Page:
Fortunately now there are increasingly available excellent screencasts which clearly explain features of software. I find of special value MacMost Videos, Screencastsonline.com, and the superb presentations by David Sparks. When I am producing my own screencast I find most useful Screenflow though I am becoming impressed with Clarify‘s didactic potential.

Just downloaded the new OSX Yosemite Operating System onto one of my Mac’s. I find that it is worth the investment to purchase online tutorials that hand-hold one through the different features. I’ll have my undergraduate research assistants go through them before we install it on one of my office machines. In the interim I need to cycle through all my apps and see which ones work with the new OS, which don’t but are essential for my needs, and which ones I no longer need or have totally forgotten



App GenerationAppsCurious David

Tool Winnowing 201:Treating APP Affluenza

*Tools1

Too much stuff. An embarrassment of riches: Books; office supplies; projects; computers; planners for organizing my life:). Too much either wasted or neglected: space; knowledge unshared; time; opportunities; networking.

Inspired in part by the first chapter of Gretchen Rubin’s well written and thought provoking The Happiness Project and in part by my panicking that it is almost time to return to campus to teach, I’m focusing today on (again!) winnowing applications. I doubt that I can change my app-collecting habits (but, reflecting on Patrick Lindsay’s little book of self-help inspirational nudges It’s Never Too Late…172 simple acts to change your life,)—maybe I CAN change. It’s time to reconsider the ideas of “Essentialism“—with a grain of salt. I enjoy too much having many interests, many simultaneous projects, and continuous learning opportunities.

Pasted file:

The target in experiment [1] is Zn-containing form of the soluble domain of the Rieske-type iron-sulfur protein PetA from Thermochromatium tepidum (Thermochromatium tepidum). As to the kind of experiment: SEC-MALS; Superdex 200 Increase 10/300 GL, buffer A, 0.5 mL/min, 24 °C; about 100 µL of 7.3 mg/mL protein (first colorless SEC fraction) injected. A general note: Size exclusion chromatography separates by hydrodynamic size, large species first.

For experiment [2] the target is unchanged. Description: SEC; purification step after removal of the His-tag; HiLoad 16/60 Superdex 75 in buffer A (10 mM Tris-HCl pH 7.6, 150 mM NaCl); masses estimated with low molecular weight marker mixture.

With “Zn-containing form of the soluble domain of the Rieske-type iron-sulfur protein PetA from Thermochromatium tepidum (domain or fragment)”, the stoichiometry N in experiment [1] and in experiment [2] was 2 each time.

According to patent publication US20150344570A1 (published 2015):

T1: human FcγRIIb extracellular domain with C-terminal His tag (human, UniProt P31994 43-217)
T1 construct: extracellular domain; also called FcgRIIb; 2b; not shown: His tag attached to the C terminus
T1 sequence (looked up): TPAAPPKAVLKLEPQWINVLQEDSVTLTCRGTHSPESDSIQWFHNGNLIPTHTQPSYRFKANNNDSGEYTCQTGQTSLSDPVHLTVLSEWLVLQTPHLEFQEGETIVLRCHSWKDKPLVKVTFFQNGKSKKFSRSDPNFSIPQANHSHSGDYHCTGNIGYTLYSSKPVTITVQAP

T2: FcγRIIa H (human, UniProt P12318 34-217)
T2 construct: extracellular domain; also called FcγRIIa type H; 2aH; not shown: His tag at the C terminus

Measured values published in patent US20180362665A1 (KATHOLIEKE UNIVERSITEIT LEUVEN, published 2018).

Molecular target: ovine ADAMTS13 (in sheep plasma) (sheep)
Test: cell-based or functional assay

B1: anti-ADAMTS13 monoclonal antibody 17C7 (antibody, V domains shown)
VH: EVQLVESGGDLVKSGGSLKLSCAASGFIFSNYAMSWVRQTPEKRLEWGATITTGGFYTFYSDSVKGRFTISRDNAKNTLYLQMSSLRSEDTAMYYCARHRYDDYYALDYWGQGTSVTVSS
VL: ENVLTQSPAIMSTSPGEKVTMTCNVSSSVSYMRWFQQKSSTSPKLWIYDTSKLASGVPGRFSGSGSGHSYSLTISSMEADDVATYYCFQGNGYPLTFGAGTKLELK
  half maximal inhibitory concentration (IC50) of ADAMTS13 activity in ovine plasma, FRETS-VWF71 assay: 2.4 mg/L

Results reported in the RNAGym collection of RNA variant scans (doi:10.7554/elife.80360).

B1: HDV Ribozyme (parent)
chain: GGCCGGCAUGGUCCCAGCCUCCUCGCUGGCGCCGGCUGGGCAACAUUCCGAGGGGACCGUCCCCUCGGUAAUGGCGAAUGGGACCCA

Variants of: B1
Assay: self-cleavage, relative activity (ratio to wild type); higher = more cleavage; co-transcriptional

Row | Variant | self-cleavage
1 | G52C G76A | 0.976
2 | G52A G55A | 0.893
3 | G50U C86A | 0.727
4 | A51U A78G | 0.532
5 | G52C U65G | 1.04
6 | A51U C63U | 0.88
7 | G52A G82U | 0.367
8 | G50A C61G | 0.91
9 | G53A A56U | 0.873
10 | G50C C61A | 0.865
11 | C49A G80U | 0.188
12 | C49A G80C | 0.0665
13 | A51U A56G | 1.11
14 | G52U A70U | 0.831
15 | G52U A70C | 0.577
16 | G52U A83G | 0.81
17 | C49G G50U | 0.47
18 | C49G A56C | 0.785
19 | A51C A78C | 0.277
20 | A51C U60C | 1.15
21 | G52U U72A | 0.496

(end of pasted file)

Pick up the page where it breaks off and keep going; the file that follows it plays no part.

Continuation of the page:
But do I REALLY need so many tools overlapping (or duplicative) in function that as a consequence of their sheer number or my changing interests I never master, I fail to update, or I forget that I possess?:)

Especially with the new Mac Operating system imminent, it’s time for some app-revisiting.

Time to focus.

Today I focus on screencasting/ screen capturing/ video producing apps among them

  • Screenflow
  • Screensteps
  • Skitch
  • Snagit
  • Snapzpro
  • Voila
  • Camtasia
  • Jing
  • Imovie
  • Clarify
  • Pulpmotion3



Curious DavidGlobal EducationVirtual European Cultural Immersion Project

(Mis)Adventures in S-TEAM Screen Casting: Mistakes and Out-takes

Over the course of the last year my research assistant students and I have been experimenting with a number of video hosts (among them Vimeo, YouTube, and ScreenCast) and numerous screenshot/screencast applications (e.g. Voila, Camtasia, Jing, and Screenflow) and playing with Skitch. Sometime soon, after the semester ends on May 12, I’ll turn my attention to a thoughtful comparison of these tools. For now, here are some examples of their use by me and my students as we explored learning tools that might be useful in our “Pioneering a Virtual European Immersion Course” Project. For your amusement if not for your edification!